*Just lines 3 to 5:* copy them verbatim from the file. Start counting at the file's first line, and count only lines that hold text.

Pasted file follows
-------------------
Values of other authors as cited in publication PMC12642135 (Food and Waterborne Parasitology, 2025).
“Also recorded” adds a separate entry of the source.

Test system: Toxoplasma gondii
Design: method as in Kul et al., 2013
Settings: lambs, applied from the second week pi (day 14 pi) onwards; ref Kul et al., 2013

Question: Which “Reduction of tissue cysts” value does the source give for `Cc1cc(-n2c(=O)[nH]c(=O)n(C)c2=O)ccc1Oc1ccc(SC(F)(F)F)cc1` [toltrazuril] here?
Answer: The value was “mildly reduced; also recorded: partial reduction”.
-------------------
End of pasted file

Test system: Toxoplasma gondii
Design: method as in Kul et al., 2013
Settings: lambs, applied from the second week pi (day 14 pi) onwards; ref Kul et al., 2013